Coronavirus disease 2019 (COVID-19) is a disease caused by severe acute respiratory syndrome coronavirus 2 (SARS-CoV-2) that was first detected in China in December 2019. Brazil confirmed the first cases in February 26, 2020, in a patient returning from Italy.
Epidemiological situation in Brazil
Currently, there are 628 confirmed cases across Brazil, with 96 cases confirmed on the 19 March 2020. Of these, 286 cases (45%) of all confirmed cases were reported in the state of São Paulo and 65 cases (10%) were reported in the state of Rio de Janeiro. Please note that these numbers contain information recorded through local media and may not correspond to the numbers reported by the Brazilian Ministry of Health. Please check daily updates provided by the Brazilian Ministry of Health.
The first case in Brazil was confirmed on the 26th of February 2020 (check out our brief report here). Since then, the virus has been detected throughout the five regions of the country. Local transmission has now been confirmed in 6 states (São Paulo, Rio de Janeiro, Espírito Santo, Bahia, Pernambuco, Distrito Federal, Bahia, Santa Catarina) (as of 19 March 2020).
Routes of COVID-19 introduction in Brazil
As the number of imported SARS-CoV-2 cases is on the rise in Brazil, we use incidence and historical air travel data to estimate the most important routes of importation into the country.
Between February and March 2019, Brazil received 841,302 international passengers in a total of 84 cities across the country (Figure 1). São Paulo, the largest city in the country, was the final destination of nearly half (46.1%) of the passengers arriving in Brazil, followed by Rio de Janeiro (21%) and Belo Horizonte (4.1%). More than half of the international passengers started their journey in the USA (50.8%) followed by France (7.9%) and Italy (7.5%). The air-travel routes to airports in Brazil with most passengers were USA-São Paulo (23.3%), USA-Rio de Janeiro (9.8%) and Italy-São Paulo (3.4%).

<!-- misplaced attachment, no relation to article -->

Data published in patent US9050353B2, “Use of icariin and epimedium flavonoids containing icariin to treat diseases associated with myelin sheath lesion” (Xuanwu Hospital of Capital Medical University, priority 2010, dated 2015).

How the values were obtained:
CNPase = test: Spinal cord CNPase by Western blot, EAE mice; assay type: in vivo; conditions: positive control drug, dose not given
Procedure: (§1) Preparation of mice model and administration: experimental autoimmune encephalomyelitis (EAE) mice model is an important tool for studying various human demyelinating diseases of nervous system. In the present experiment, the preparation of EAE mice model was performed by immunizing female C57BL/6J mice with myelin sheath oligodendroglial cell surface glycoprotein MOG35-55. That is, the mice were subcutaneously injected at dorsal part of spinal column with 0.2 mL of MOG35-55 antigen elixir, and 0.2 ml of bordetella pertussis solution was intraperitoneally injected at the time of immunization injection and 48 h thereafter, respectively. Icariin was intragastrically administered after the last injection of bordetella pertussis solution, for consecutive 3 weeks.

Potential for COVID-19 importation to Brazil. Panel on the left shows the proportion (%) of passengers for the top-20 routes to Brazilian airports from countries that had reported COVID-19 cases by 5th March 2020. Panel on the right side estimated proportion (%) of importations for the top-20 routes from countries that had reported local COVID-19 by 5th March 2020.
Importantly, with the recent reduction in the number of flights leaving from Italy and 51% of flights to Brazil depart from airports in the USA, we should anticipate for an increasing proportion of infected travelers arriving from the USA. At a time when the number of SARS-CoV-2 cases is steadily growing in Brazil, our findings highlight the high potential for the introduction of new cases in several cities of Brazil, especially in Sao Paulo and Rio de Janeiro metropolises. Rapid identification of locations where clusters of local transmission might first ignite is critical to better coordinate preparedness, readiness and response actions. There is a critical need for epidemiological, human mobility and genetic data to understand virus transmission dynamics across Brazil. Continued integration of these data streams should help guide the deployment of resources to mitigate COVID-19 transmission Brazil.